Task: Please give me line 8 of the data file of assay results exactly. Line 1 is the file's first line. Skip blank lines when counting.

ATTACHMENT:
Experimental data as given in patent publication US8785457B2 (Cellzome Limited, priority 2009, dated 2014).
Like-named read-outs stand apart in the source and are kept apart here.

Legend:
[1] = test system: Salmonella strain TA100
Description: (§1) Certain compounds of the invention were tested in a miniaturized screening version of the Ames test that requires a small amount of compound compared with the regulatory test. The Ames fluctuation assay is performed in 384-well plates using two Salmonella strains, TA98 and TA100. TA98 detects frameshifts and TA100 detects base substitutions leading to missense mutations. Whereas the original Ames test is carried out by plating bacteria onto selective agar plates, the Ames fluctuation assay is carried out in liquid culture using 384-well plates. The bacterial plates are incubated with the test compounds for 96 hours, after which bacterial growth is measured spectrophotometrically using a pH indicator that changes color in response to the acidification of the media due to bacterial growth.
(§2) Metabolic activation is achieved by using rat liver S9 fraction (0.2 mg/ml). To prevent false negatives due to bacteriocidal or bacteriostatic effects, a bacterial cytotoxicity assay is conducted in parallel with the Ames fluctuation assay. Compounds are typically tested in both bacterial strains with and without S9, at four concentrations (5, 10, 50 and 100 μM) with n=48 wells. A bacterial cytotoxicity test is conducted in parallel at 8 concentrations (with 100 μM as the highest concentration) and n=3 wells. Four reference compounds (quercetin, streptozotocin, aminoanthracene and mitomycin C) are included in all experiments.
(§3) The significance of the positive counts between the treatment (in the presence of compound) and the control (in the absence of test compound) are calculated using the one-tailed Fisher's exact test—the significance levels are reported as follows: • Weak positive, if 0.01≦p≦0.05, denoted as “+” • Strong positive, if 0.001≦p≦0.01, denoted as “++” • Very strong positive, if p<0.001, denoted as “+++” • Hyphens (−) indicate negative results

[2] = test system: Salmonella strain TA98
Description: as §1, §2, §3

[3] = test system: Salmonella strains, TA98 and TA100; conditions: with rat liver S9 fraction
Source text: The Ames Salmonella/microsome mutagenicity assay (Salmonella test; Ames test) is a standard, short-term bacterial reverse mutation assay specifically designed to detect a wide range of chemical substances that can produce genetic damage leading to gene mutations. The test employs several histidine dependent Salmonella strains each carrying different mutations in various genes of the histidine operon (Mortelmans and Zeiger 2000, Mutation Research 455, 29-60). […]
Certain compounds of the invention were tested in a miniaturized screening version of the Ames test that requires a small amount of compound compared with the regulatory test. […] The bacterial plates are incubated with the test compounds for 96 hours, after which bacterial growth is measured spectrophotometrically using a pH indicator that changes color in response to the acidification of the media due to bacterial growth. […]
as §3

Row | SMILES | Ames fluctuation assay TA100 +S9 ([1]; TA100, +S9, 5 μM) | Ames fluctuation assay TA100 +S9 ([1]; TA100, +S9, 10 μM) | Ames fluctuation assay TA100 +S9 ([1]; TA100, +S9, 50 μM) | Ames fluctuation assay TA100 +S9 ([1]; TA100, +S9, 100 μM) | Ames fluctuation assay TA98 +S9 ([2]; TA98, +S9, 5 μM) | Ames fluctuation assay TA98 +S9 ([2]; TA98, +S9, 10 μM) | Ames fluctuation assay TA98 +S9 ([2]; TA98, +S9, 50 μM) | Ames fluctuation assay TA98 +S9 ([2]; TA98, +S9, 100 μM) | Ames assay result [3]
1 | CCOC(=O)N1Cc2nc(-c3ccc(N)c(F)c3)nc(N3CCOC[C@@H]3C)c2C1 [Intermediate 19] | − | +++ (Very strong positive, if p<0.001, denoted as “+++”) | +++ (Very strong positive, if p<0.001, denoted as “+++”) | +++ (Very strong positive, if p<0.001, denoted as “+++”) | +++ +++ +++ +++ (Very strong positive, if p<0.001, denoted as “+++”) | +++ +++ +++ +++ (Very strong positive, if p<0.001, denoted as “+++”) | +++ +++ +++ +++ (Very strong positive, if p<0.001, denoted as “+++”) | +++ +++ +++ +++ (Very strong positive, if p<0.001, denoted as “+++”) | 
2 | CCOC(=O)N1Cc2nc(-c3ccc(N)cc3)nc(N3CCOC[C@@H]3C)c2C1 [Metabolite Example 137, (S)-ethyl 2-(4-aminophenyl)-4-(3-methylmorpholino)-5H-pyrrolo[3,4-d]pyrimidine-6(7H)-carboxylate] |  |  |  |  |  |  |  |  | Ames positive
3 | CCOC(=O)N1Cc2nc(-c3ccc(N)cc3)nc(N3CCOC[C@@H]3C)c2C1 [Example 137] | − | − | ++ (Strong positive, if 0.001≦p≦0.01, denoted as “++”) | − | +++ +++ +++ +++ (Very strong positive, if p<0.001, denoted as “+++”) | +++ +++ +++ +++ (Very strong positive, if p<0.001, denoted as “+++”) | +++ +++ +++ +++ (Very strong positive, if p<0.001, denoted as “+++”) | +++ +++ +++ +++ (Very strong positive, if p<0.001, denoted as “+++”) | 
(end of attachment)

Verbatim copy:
[2] = test system: Salmonella strain TA98